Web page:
HILL AIR FORCE BASE -- Hill Air Force Base is known for its cutting-edge work on high-flying jets, but on the west side of the base, work is being done every day on something a little closer to the ground.
The U.S. Army Defense Generator and Rail Center at Hill performs complete modification, repair and overhaul on locomotives used by the Department of Defense all over the county to haul everything from ammunition, coal and fuel to tanks and Humvees.
On average, the group performs overhaul work on three general-purpose locomotives every year.
Each locomotive weighs 120 tons, generates about 1,800 horsepower and requires 3,887 man-hours to complete an overhaul.
"We essentially rebuild the locomotive from the ground up -- it's bumper-to-bumper work," said Billy Funderburg, chief of the center.
"There is not one bolt that isn't taken off."
The center has 50 employees, made up of office personnel, mechanics, electricians and machinists.
The crew completes rewiring, adds new components, cuts wheels, changes valves and even paints the locomotives, among many other tasks to prep the machines.
The crew makes most of the parts needed for the locomotives on site, Funderburg said.
"Most of this stuff comes from the 1950s and '60s," he said, "so we have to manufacture it here on our own because it doesn't exist anymore and no one else makes it."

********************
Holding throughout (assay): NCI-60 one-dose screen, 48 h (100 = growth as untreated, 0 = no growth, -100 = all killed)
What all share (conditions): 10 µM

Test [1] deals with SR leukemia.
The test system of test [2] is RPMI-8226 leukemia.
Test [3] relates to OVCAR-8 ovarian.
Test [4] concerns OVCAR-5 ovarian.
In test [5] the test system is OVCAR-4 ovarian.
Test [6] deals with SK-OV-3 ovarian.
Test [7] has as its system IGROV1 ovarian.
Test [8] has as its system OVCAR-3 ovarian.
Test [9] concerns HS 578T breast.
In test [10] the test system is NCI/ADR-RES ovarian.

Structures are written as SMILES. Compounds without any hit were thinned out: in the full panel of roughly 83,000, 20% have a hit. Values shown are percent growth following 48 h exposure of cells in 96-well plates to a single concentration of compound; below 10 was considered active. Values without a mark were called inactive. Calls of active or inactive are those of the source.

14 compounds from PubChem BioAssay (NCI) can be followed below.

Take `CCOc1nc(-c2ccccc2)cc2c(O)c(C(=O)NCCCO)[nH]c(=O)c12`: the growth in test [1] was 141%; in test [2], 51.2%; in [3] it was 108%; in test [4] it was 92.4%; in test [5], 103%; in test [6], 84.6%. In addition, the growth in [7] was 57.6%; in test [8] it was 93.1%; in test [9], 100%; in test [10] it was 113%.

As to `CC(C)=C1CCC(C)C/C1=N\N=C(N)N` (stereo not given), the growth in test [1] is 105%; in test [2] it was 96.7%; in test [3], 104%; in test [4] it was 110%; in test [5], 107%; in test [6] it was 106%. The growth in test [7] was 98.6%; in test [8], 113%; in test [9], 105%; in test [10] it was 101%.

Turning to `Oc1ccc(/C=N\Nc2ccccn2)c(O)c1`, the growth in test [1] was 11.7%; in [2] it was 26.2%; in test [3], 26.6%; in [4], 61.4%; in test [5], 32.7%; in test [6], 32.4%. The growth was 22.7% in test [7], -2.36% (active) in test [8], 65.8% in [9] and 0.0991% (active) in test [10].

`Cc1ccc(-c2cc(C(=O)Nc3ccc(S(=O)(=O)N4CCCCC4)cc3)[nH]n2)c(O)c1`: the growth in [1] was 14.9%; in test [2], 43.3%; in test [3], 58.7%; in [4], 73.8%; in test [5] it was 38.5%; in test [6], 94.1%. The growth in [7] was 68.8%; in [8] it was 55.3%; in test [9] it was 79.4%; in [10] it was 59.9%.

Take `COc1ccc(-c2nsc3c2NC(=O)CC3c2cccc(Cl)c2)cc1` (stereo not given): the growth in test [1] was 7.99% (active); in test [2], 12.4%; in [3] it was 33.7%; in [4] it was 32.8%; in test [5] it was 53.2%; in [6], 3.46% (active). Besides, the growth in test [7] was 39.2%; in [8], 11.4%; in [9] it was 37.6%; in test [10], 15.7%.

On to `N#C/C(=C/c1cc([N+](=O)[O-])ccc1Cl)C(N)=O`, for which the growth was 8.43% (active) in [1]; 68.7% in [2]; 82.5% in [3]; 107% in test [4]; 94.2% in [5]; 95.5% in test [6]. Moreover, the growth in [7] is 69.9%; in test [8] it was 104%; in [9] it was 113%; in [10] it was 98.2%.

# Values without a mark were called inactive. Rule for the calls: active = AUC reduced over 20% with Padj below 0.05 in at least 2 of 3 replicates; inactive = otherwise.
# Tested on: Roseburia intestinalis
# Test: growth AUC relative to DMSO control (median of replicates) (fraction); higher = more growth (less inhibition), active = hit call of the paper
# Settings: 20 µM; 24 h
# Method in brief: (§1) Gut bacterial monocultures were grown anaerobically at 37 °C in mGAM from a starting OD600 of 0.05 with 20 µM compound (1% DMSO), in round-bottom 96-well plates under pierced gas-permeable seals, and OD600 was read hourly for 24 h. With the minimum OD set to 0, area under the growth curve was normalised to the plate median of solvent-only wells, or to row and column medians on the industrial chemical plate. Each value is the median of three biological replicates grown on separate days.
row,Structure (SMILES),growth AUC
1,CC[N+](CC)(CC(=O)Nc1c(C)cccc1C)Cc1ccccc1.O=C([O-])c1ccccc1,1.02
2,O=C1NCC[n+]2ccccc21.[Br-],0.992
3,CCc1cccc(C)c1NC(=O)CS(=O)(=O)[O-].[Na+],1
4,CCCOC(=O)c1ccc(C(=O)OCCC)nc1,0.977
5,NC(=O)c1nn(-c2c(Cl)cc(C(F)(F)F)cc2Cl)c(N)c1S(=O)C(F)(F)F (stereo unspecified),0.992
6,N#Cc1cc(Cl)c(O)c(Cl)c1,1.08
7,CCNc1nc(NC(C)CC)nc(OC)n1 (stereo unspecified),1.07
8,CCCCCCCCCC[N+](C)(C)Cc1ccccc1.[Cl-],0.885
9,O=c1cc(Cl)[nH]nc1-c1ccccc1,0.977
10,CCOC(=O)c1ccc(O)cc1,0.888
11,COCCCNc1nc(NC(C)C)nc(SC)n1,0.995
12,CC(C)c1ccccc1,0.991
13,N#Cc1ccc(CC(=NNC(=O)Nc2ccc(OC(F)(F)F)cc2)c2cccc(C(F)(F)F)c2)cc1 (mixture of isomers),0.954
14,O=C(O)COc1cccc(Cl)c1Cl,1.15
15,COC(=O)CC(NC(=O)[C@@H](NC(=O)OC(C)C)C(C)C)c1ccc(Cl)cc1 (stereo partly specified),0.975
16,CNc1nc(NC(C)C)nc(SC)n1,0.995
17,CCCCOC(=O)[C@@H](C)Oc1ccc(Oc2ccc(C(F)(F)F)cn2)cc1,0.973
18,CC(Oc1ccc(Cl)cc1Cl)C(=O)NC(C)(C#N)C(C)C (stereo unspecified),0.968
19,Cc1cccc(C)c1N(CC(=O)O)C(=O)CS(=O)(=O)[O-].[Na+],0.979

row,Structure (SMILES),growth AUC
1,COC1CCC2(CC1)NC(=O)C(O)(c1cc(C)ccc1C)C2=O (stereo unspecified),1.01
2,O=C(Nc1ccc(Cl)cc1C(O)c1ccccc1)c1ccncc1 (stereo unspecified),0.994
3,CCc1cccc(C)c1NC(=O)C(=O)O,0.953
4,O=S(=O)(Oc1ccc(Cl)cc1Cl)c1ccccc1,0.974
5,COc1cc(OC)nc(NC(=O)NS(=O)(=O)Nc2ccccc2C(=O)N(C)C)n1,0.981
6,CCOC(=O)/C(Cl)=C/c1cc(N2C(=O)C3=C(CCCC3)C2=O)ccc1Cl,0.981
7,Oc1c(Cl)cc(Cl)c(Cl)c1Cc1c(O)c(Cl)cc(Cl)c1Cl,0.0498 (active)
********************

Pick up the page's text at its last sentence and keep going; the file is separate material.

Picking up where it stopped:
The group also sends out specialized teams for emergencies when a locomotive breaks down.
Working on 28 acres on the west side of the base, the group's setup includes a cleaning facility, a sandblasting facility, a paint shop and storage warehouse.
"Basically, our facility here is like a mini depot," said Craig Knight, a section chief at the center.
A new locomotive would cost the government about $2 million, he said, but the cost of overhauls of locomotives performed by the group averages about $565,000.
"We save the government quite a bit of money."
Most of the group's operations are centered in Building 1702, a massive, two-story brick building constructed in 1942 as part of the old Ogden Arsenal.
The facility provided shelter for work on regional locomotives during and after World War II.
The process was an essential part of early regional military activity, as the Arsenal relied heavily on railroads to transport goods around the installation and to other areas of the country.
Today, the center is the DoD's only rail repair facility.
Funderburg said the Army has about 30 installations across the U.S. with rail capability, while the Air Force has about 10.
When a locomotive is finished, it travels on a portion of the old Bamburger Rail Line, which can be seen at Hill from Interstate 15 just as you enter Davis County from the north.
The line eventually connects to the Union Pacific rail yard in Ogden, and from there, the newly overhauled locomotive is on its way.
"Not a lot of people realize we are here doing this work," Funderburg said, "but it really is quite an interesting process."